The competition was enjoyed by casual followers but way and battleground still feels like its fumbling in the dark since losing stellar attraction
Just under a year ago in London Usain Bolt grabbed the communicate wand for the final time in his profession, swapped it from his left hand to right and then pressed down hard-boiled on the afterburners. First he rose. Then he hopped before, as the anguish from a torn hamstring hitting, plunging to his knees.
It could have been a metaphor for the next 11 months of the athletic: the excite of the 2017 nature championships, with its stadiums packed and 10 million watch Bolt’s and Mo Farah’s farewell, replaced by a slowing down and detachment from casual observers.
Right now athletics feels like a sport fumbling uncertainly in the dark, trying to find a way to stimulate the public care in the post-Bolt world-wide. The Jamaican was not only its biggest weapon but its greatest crutch.
And so to Saturday night in the Olympic Stadium, for the inaugural Athletics World Cup- a new and much-hyped eight-nation phenomenon. Formerly again as the first day sucked to a close the British, American and Jamaican teams were squaring off in the 4x100m. Merely this time the epithets were very different.
None of the British crew who mounted their own nationals register of 37.47 to take golden at last year’s world championships was there. Nor was any of the Americans who finished second or, indeed, the Jamaicans. In happening nothing of Britain’s 10 fastest 100 m runners was emulating- with the team preceded out by Reuben Arthur, who has the 23 rd-fastest time in the UK in 2018.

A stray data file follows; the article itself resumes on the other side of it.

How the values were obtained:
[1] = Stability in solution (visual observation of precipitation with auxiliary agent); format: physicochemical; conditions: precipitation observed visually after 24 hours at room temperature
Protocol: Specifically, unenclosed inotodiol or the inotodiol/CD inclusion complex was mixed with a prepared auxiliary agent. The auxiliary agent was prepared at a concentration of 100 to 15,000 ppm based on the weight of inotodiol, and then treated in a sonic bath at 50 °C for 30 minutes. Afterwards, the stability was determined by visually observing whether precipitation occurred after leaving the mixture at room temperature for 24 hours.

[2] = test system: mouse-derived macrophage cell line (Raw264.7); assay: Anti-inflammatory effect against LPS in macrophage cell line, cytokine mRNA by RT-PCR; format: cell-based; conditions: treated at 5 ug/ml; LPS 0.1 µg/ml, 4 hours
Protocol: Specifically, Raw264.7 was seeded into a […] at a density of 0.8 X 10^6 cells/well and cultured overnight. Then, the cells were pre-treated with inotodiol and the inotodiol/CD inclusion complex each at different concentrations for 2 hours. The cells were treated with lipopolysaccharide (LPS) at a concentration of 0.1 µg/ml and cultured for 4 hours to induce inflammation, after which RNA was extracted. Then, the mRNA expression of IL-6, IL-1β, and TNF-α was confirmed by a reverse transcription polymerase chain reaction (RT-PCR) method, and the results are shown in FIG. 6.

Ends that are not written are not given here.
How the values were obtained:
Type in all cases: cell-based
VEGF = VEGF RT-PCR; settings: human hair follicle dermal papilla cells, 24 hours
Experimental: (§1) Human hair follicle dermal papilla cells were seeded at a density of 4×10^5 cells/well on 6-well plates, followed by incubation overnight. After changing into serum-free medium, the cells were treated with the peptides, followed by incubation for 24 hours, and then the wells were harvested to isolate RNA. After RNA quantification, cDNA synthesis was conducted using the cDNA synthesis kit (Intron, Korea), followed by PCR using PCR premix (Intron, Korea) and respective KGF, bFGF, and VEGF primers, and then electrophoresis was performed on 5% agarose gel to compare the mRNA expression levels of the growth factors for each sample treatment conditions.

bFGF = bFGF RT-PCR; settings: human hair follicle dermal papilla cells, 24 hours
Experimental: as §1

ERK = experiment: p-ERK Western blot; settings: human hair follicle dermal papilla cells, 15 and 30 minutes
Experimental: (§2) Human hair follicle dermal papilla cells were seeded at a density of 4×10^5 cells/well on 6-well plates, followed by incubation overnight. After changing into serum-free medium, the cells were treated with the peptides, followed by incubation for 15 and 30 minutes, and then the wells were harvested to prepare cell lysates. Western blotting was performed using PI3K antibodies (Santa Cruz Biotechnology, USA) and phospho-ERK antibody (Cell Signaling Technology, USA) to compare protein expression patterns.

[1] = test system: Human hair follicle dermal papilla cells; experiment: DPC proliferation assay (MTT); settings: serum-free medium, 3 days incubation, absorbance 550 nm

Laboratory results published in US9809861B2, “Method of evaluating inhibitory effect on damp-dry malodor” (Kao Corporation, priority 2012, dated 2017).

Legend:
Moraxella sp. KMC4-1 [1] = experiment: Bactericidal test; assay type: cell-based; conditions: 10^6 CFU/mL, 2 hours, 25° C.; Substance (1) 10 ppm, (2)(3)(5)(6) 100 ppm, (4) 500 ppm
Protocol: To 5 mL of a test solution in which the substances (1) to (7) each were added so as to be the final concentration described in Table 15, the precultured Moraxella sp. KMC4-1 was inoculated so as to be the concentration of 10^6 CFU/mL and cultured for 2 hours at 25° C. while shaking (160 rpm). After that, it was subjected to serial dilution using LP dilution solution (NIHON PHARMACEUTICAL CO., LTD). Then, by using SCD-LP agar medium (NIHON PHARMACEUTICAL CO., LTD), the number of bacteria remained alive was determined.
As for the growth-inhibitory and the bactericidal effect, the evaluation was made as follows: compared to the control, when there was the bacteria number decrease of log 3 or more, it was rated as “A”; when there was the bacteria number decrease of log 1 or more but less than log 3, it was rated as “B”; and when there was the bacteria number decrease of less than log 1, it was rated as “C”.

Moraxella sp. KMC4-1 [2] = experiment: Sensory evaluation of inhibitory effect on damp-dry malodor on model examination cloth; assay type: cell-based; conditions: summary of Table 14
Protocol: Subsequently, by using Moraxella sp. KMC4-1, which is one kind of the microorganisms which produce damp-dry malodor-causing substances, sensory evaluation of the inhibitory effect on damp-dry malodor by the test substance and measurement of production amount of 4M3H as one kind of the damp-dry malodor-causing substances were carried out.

Does this matter? You might think so. After all the British Sportings chief executive, Niels de Vos, had promised that the overall character “wouldve been” “astonishing”. But many of Britain’s idols, including Dina Asher-Smith, Laura Muir and Reece Prescod, were missing- together with many other pavilion refers including Caster Semenya and American sprinter Noah Lyles, fastest serviceman in countries around the world this year.
Imagine having a World Cup with no Ronaldo, Neymar and Messi, and with Jermain Defoe up front for England. It wouldn’t fly, would it?
And yet British Sportings would insist- with some justification- that replenishing more than half of the London Stadium on a Saturday when England’s footballers and cricketers were in action, as well as the Wimbledon women’s singles final, was a decent first stab. Sunday had fewer followers, but they are continuing experienced checking the US team run away with the accolade and the vision of a makeshift British unit battling to third.
Perhaps there is something to the idea of team competition. After all, racing’s Shergar Cup does not attract the best ponies hitherto its team-based contest attracts big crowds to Ascot. Certainly those in the stadium seem to enjoy specific actions. A sidekick of mine who had wasted PS70 on his ticket seemed happy enough for a one-off- even though he acknowledged the sportings was ” far away from world-class “.
That seemed to sum up the general climate. Reasonably witty, interesting format, character and Tv coverage leaving a lot to be desired.
But the final judgment needs to wait: until UK Athletics’ balance sheet has been properly assessed and scrutinised, until after the effect on the crowd for this week’s Anniversary Games is known, and- in the longer term- on whether it creates new followers to the athletic. Eventually it also needs to create a sincere bequest. There is talk of China being interested in hosting in 2020. But how many adepts will be tempted to turn up in an Olympic year?
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